According to The Real Deal, a court-appointed referee last week set an auction for the property at the Hilton New York Midtown Fifth Avenue on March 22. (As previously noted, the 135,000-square-foot building is zoned for "community facility use." Any conversion to a condoplex or residential housing would require a time-consuming zoning variance.)
Late last year, Judge Melissa Crane "agreed with a report from a court-appointed referee that Madison was owed $89.9 million for principal, interest and other charges."
Singer disputed the interest and charges, arguing that the report lacked a "breakdown by month of the Prime and LIBOR rates, making it impossible to verify the accuracy of the calculations."Crane quickly shot down that argument. "The note explains the method for calculating the relevant interest rate in its first paragraph," she said.
Singer vows to keep fighting despite the scheduled auction, citing new evidence he was "finally able to obtain," The Real Deal reported.
"We expect our rights will be fully vindicated and we will ultimately prevail and be allowed to have the building be a benefit to the community," he said.
In recent weeks, workers — under emergency orders via the DOB — have been sealing up the building's Ninth Street and 10th Street sides between Avenue B and Avenue C. The former school and community center had been easy to access in recent years, attracting a variety of urban thrillseekers and partygoers. The broken windows and poorly secured doors also exposed the building to the elements — not to mention pigeons and other wildlife.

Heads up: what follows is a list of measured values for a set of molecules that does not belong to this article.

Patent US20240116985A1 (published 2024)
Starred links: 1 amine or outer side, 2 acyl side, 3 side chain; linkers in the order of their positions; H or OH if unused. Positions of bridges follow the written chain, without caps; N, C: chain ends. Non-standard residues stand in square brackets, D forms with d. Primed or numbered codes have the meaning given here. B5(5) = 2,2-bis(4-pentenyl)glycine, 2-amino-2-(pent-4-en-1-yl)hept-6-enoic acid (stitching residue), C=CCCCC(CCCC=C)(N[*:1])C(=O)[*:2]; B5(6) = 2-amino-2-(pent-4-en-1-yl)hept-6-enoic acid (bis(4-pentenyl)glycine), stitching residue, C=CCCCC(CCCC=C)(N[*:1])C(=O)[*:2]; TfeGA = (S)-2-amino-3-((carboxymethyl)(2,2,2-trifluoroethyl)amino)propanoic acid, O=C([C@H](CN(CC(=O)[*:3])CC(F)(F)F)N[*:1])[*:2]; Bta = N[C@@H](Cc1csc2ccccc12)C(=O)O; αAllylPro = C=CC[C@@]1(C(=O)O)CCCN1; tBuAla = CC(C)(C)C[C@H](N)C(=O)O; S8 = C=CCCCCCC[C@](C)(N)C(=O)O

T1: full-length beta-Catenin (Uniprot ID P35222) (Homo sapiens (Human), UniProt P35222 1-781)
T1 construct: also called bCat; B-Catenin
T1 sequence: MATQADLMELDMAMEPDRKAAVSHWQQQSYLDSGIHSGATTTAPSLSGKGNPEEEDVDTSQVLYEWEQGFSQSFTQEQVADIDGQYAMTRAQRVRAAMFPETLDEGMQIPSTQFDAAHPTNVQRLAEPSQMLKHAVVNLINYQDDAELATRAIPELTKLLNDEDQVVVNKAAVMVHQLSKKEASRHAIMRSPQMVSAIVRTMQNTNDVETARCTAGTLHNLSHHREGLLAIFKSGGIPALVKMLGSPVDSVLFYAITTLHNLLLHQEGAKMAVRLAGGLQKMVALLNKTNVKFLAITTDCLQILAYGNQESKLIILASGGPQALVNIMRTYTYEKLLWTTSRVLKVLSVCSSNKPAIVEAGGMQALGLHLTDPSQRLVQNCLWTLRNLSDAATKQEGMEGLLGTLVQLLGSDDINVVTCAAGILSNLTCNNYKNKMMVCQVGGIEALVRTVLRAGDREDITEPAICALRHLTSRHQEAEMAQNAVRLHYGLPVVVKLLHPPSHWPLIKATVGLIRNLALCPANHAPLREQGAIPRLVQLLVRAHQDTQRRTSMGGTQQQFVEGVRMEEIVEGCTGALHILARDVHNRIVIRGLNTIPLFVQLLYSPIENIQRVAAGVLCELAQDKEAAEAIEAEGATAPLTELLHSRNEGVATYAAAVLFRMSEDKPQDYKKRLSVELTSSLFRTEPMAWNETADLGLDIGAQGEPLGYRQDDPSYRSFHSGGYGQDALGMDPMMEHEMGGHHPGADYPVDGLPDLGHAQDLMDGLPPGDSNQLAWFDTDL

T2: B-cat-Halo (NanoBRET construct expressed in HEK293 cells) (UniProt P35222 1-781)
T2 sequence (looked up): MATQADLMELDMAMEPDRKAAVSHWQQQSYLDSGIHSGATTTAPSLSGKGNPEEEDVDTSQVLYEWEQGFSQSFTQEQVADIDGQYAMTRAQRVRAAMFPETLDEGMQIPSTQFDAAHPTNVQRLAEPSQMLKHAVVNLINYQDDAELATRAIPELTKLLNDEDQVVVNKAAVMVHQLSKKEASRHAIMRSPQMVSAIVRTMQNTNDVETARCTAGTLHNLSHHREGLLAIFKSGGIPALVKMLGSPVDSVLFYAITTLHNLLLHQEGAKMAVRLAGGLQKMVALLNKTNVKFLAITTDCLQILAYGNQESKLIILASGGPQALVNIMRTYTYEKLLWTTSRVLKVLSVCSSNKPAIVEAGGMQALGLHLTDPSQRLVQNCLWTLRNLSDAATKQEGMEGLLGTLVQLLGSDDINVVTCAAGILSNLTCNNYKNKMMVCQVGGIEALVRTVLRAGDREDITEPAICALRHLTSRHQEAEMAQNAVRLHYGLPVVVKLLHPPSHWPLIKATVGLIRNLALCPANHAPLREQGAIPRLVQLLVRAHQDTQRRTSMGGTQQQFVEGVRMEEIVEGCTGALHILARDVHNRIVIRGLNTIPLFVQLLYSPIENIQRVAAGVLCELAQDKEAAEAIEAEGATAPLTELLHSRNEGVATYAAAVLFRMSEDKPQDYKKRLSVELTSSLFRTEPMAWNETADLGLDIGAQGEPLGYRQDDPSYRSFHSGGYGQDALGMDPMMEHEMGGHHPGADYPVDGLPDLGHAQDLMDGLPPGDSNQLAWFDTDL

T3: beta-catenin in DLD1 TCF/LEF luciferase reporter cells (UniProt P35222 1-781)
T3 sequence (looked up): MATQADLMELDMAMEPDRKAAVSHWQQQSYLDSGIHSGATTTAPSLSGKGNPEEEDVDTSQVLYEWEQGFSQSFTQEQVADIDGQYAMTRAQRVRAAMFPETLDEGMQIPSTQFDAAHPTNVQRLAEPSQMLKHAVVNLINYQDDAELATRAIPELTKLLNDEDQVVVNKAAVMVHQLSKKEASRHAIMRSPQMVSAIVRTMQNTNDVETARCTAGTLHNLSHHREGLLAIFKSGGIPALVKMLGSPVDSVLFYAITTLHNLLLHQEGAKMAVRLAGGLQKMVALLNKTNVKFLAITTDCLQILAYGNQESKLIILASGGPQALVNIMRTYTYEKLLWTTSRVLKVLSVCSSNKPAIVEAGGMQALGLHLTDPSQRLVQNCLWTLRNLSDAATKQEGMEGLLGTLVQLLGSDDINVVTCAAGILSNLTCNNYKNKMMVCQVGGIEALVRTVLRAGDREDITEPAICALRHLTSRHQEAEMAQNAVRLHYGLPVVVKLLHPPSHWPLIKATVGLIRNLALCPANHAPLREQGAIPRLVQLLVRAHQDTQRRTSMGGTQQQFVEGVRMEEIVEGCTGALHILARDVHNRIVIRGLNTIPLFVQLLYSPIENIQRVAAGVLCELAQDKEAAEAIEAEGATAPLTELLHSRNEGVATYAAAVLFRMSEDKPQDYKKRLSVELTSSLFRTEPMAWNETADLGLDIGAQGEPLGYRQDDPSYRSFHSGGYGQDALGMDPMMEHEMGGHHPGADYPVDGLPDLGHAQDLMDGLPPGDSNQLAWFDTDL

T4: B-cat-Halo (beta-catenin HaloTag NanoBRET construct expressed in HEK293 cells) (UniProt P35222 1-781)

The property that Singer purchased from the city in 1998 for $3.15 million fell into foreclosure last year. Through the years, Singer wanted to turn the building into a dorm (more here), though those plans never materialized. (At one point, the Joffrey Ballet and Cooper Union were attached to the project.)
In October 2017, then-Mayor de Blasio's statement at a Town Hall put forth the idea that the city would take steps to reacquire the building.